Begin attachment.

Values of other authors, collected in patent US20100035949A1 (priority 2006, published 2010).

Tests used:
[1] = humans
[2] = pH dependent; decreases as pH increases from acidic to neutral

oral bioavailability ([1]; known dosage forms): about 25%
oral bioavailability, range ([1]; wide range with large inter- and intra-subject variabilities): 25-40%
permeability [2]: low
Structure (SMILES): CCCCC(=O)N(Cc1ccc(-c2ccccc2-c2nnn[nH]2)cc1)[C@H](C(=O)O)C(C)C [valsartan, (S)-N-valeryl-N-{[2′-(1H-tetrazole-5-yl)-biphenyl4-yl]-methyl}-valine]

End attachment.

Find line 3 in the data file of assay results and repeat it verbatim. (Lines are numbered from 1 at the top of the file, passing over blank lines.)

[1] = humans